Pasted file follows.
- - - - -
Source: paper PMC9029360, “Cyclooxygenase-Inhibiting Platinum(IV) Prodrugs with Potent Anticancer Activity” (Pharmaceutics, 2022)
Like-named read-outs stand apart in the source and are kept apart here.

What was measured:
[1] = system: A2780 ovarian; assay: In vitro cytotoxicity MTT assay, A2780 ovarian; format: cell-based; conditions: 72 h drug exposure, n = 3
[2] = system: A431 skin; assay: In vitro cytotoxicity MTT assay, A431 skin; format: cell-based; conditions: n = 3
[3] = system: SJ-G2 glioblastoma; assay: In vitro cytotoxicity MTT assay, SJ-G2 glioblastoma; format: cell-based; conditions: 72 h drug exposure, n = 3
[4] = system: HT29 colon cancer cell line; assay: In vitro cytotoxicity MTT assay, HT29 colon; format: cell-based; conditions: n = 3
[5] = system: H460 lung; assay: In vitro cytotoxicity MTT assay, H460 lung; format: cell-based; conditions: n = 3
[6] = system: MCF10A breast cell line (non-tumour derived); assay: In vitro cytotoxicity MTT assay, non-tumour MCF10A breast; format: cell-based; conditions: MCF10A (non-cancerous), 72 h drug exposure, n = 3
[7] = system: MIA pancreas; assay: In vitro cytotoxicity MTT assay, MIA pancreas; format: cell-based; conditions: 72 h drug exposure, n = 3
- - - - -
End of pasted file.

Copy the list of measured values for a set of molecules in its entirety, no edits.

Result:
Source: paper PMC9029360, “Cyclooxygenase-Inhibiting Platinum(IV) Prodrugs with Potent Anticancer Activity” (Pharmaceutics, 2022)
Like-named read-outs stand apart in the source and are kept apart here.

What was measured:
[1] = system: A2780 ovarian; assay: In vitro cytotoxicity MTT assay, A2780 ovarian; format: cell-based; conditions: 72 h drug exposure, n = 3
[2] = system: A431 skin; assay: In vitro cytotoxicity MTT assay, A431 skin; format: cell-based; conditions: n = 3
[3] = system: SJ-G2 glioblastoma; assay: In vitro cytotoxicity MTT assay, SJ-G2 glioblastoma; format: cell-based; conditions: 72 h drug exposure, n = 3
[4] = system: HT29 colon cancer cell line; assay: In vitro cytotoxicity MTT assay, HT29 colon; format: cell-based; conditions: n = 3
[5] = system: H460 lung; assay: In vitro cytotoxicity MTT assay, H460 lung; format: cell-based; conditions: n = 3
[6] = system: MCF10A breast cell line (non-tumour derived); assay: In vitro cytotoxicity MTT assay, non-tumour MCF10A breast; format: cell-based; conditions: MCF10A (non-cancerous), 72 h drug exposure, n = 3
[7] = system: MIA pancreas; assay: In vitro cytotoxicity MTT assay, MIA pancreas; format: cell-based; conditions: 72 h drug exposure, n = 3